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A Rationale upon the Book of Common Prayer
by Anthony Sparrow, D.D.

London, 1672.


The Priest and the People, being thus prepared, make their CONFESSION which is to be done with [an humble voice,] as it is in the Exhortation. Our Churches direction in this particular, is grave and conform to ancient rules. The sixth Counc. of CONSTAN. Can. 75. forbids all disorderly and rude vociferation in the execution of Holy Services; and S. Cyprian de Orat. Dominica advises thus, [Let our speech and voice in prayer be with Discipline, still and modest: Let us consider that we stand in the presence of God, who is to be pleas'd both with the habit and posture of our body, and manner of our speech: for as it is a part of impudence to be loud and clamorous; so in the contrary, it becomes modesty to pray with an humble voice.]

We begin our Service with Confession of sins, and so was the use in Saint Basils time. Ep. 63. And that very orderly. For before we beg any thing else, or offer up any praise or Lauds to God, it is fit we should confess, and beg pardon of our sins, which hinder Gods acceptation of our Services. Psal. 66. 16. If I regard iniquity with mine heart, the Lord will not hear me.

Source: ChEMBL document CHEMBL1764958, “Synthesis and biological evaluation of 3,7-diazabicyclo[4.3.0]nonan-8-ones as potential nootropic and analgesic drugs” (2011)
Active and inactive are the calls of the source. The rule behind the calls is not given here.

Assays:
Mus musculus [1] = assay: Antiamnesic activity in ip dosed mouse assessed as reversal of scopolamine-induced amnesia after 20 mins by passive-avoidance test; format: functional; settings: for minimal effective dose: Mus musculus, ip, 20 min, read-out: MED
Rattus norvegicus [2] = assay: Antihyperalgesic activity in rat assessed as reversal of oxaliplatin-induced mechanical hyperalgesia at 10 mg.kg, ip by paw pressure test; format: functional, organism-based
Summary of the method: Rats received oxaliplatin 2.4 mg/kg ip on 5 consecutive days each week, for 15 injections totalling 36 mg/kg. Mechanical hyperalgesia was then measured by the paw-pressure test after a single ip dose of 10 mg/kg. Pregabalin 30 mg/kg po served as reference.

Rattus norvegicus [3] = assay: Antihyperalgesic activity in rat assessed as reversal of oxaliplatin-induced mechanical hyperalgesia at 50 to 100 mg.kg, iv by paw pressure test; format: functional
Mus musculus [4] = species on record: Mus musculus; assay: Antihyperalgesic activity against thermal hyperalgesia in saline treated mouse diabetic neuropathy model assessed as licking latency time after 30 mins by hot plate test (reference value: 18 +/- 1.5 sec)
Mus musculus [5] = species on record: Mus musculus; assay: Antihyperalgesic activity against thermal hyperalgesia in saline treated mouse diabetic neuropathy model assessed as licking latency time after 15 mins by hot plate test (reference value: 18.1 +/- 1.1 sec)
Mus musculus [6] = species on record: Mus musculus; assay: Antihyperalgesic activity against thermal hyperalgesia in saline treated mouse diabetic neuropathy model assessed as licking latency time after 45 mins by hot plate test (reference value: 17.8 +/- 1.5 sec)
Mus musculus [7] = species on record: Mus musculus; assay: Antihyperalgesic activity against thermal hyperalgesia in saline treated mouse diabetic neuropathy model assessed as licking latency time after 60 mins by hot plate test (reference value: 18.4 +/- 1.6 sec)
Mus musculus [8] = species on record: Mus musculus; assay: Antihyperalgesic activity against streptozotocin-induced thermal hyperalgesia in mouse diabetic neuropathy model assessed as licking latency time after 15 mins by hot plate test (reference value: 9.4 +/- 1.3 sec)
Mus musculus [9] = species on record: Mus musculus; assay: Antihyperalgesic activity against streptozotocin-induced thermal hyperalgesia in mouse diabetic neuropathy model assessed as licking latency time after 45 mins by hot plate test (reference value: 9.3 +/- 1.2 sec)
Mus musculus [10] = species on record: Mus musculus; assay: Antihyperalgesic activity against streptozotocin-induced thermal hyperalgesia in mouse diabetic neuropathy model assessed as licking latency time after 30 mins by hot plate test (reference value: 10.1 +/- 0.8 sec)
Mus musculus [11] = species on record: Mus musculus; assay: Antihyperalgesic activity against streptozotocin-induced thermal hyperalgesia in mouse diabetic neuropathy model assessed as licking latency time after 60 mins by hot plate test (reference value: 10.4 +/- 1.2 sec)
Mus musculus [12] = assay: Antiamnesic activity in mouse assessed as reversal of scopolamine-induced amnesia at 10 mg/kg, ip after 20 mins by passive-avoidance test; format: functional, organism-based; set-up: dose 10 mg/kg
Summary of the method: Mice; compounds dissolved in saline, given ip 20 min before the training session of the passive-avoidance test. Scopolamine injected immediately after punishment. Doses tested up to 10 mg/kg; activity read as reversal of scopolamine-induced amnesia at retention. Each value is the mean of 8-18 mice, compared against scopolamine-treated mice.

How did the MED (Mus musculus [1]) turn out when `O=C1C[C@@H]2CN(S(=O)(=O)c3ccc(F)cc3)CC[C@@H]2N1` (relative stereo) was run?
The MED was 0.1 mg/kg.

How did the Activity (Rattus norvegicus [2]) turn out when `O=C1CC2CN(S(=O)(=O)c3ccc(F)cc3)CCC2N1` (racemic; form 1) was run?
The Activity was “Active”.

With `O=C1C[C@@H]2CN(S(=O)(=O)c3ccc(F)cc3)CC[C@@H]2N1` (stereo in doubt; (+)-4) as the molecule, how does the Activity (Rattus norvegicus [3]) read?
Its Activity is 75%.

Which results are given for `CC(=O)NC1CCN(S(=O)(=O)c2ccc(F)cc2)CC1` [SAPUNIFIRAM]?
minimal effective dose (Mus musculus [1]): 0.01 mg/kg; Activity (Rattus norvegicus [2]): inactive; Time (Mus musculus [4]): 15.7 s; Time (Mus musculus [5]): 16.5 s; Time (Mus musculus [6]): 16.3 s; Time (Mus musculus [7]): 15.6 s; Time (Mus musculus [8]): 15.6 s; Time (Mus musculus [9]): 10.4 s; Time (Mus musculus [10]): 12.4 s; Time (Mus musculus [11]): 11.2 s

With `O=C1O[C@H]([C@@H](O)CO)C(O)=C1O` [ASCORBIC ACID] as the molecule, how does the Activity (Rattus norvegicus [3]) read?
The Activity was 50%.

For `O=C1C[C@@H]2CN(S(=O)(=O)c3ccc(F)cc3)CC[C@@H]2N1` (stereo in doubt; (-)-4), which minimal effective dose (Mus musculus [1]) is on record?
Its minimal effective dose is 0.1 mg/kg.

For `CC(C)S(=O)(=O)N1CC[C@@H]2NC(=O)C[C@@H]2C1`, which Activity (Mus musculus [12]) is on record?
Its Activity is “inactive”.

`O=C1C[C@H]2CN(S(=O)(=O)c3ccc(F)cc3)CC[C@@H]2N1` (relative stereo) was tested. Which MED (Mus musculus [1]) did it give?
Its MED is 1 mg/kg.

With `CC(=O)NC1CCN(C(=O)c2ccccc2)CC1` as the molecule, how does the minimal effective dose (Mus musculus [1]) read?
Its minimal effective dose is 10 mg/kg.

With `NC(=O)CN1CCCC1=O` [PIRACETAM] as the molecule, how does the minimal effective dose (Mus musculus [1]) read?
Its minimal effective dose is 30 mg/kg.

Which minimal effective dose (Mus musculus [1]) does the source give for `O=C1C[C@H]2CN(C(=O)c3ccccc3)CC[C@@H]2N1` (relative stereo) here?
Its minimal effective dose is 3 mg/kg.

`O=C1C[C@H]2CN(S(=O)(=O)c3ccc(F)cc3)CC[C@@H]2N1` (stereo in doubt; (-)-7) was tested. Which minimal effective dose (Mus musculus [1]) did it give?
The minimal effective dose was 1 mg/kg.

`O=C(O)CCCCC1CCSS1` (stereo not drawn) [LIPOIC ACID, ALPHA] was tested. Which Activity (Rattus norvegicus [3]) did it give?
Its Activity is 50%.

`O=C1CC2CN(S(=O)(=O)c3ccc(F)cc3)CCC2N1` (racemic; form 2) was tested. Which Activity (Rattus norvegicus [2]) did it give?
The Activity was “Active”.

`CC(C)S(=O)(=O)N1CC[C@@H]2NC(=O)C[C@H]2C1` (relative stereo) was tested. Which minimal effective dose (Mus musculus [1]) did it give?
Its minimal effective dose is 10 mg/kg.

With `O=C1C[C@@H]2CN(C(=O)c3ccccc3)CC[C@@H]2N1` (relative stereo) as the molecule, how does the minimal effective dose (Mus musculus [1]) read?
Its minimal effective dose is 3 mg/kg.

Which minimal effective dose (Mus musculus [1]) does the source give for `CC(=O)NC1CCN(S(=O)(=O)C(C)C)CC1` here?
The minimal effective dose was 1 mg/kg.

This Confession is to be said by the whole Congregation, Sayes the Rubr. And good reason. For could there be any thing devised better, than that we all at first access unto God by prayer, should acknowledge meekly our sins, and that not only in heart but with tongue; all that are present being made earwitnesses, even of every mans distinct and deliberate Assent to each particular branch of a Common Indictment drawn against our selves? How were it possible that the Church should any way else with such ease and certainty provide, that none of her children may dissemble that wretchedness, the Penitent Confession whereof is so necessary a preamble especially to Common-Prayer? Hooker.

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